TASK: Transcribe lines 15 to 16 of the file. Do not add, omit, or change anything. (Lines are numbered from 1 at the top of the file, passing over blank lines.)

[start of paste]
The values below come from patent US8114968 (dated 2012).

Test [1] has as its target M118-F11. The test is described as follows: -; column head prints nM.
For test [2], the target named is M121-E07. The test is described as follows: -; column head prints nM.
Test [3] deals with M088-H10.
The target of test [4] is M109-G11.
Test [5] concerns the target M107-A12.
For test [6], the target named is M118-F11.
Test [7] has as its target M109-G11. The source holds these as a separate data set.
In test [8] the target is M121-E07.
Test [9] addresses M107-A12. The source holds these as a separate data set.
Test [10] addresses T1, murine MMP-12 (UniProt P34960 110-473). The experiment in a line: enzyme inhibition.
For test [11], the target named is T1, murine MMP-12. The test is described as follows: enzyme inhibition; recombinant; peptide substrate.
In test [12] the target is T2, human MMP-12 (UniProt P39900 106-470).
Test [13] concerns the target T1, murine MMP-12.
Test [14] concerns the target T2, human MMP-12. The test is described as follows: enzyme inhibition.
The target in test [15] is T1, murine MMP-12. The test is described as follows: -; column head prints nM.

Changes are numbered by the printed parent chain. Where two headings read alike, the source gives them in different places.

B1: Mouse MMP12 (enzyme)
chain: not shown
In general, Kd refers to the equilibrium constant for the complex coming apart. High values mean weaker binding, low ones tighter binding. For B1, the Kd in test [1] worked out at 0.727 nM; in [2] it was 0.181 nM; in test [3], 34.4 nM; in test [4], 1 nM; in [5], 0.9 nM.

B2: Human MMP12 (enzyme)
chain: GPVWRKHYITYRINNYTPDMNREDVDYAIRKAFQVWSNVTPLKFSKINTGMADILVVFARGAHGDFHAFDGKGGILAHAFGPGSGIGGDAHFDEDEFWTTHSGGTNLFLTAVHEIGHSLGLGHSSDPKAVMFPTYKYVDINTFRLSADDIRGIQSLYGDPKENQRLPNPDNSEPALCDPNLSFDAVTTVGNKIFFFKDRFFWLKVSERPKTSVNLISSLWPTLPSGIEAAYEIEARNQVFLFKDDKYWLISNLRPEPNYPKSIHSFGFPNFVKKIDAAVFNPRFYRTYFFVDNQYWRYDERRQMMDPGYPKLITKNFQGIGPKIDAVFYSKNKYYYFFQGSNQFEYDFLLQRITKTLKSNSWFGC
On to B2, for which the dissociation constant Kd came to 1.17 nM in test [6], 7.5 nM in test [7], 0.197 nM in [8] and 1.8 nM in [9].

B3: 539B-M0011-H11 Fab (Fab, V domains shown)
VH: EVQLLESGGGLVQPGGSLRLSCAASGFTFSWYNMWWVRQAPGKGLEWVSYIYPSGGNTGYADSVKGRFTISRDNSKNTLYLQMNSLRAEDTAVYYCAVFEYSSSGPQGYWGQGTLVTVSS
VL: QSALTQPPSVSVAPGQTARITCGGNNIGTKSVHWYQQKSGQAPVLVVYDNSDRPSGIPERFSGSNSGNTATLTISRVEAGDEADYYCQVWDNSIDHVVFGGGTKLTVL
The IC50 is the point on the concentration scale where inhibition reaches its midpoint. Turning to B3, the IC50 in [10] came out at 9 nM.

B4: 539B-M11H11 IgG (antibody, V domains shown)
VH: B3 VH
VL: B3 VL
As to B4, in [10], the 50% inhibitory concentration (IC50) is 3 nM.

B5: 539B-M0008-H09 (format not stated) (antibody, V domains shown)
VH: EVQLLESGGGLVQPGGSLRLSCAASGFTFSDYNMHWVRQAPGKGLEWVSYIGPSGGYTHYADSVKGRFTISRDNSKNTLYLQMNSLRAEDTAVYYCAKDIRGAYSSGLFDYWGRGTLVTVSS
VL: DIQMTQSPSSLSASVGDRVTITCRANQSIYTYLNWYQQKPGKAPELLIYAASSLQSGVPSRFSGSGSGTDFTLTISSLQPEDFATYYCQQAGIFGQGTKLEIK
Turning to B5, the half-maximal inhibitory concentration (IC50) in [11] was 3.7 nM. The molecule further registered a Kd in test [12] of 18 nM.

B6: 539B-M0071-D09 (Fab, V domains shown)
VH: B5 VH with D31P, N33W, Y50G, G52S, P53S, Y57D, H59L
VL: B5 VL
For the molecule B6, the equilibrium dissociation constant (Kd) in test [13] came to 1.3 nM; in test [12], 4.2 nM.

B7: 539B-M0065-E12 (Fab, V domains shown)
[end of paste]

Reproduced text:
Test [14] concerns the target T2, human MMP-12. The test is described as follows: enzyme inhibition.
The target in test [15] is T1, murine MMP-12. The test is described as follows: -; column head prints nM.